Line segment A starts at (0, 80) and ends at (28000, 80). The equation is \(\displaystyle y=80\).

Line segment B starts at (28000, 80). It has a rise of -2, and a run of 1000; hence a slope of -1/500. This equation is \(\displaystyle y=\frac{-x}{500}+136\). This segment ends when y becomes negative.

The two lines resemble a hockey stick. Can these two equations be concatenated into one neat and tidy equation, and how would it be done?

As tkhunny says "not usually." However there are curve fitting techniques that might be useful, though often messy. The general approach that I've seen takes your two lines and links them together by fitting a conic section (usually a parabola) between the two lines. The problems come in:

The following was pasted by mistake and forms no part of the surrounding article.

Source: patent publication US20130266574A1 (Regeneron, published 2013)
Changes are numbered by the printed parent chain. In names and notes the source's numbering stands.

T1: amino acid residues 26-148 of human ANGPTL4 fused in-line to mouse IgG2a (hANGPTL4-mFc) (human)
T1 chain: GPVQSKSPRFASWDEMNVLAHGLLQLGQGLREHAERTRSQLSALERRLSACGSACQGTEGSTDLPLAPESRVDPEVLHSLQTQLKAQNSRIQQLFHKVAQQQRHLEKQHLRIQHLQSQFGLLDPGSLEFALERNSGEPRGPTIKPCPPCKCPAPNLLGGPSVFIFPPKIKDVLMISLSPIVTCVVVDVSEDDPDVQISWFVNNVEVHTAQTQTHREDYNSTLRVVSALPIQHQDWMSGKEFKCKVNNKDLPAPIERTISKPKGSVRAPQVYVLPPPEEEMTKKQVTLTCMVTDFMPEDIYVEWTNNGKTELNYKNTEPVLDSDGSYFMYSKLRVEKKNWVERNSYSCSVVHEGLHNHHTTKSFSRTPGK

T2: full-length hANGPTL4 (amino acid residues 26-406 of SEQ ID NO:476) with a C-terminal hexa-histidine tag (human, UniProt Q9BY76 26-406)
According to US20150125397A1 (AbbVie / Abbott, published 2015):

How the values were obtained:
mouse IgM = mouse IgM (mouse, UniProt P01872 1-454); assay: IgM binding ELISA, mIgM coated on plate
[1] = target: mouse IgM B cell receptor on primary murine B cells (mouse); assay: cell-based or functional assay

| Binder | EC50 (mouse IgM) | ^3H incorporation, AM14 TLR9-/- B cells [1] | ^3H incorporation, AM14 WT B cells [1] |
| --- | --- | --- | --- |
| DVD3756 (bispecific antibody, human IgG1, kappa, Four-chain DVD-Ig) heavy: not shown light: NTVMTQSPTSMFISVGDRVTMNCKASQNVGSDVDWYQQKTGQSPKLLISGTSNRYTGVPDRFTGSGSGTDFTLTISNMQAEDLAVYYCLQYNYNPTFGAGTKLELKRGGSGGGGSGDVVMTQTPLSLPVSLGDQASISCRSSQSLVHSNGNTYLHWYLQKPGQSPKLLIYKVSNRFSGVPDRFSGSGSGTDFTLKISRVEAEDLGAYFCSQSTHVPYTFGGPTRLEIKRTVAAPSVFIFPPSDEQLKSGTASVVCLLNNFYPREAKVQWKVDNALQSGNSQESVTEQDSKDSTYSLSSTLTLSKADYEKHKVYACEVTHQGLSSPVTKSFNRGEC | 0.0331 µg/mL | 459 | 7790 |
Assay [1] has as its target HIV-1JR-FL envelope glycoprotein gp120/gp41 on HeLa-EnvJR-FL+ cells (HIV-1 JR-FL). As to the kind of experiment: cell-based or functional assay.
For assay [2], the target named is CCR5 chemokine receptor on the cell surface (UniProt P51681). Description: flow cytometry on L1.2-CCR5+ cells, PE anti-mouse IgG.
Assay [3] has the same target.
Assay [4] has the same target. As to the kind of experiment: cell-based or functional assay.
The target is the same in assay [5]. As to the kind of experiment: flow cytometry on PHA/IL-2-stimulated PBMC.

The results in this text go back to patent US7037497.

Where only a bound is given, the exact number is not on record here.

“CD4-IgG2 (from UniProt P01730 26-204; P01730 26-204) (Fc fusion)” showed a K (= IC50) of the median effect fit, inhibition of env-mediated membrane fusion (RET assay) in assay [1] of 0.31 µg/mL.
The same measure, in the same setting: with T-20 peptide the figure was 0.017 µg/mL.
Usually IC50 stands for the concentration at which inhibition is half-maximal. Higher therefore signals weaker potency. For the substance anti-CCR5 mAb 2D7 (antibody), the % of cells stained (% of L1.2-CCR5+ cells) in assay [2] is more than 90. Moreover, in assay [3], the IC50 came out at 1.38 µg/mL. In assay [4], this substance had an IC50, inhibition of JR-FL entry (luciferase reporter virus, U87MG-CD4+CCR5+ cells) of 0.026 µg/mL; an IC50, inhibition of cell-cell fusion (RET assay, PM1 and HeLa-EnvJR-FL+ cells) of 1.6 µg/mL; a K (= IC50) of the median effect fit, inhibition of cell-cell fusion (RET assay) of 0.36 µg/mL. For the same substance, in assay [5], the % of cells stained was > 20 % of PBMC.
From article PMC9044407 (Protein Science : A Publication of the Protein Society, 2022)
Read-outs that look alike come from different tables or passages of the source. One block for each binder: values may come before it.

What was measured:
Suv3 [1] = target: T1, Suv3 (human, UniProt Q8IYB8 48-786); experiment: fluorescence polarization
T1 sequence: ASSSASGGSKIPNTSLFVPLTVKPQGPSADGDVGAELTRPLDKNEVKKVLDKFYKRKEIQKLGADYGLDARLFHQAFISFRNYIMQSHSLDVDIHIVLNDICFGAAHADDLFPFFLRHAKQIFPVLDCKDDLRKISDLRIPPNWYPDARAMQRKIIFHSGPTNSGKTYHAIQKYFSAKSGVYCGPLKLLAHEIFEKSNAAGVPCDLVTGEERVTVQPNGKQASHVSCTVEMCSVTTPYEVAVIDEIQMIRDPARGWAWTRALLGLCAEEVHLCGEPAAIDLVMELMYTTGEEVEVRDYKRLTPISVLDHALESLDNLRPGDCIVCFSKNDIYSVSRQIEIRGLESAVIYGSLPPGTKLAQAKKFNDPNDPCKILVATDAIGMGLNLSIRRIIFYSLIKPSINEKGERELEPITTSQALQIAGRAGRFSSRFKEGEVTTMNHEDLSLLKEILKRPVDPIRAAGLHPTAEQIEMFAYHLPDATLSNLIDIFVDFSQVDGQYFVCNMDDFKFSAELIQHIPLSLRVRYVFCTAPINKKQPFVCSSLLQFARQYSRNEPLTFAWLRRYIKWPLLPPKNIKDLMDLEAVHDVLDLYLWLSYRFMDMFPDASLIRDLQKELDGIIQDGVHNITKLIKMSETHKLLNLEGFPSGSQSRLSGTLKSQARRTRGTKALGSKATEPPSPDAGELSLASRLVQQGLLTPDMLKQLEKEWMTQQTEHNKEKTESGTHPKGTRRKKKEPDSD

1) You have to pick two arbitrary points on each line to fit your parabola

2) The parabola's major axis is at an angle to the +x axis making the equation for the parabola icky.

3) The parabola has to be tangent to the lines at the points you have chosen.

4) If you don't like the results after graphing you have to start all over again.

5) This method does not always work well.

6) This method is ridiculously time consuming.

7) When you are done you still don't have a single equation, just three equations you put together piece-wise.

Failing the parabola, circles and ellipses also work.

-Dan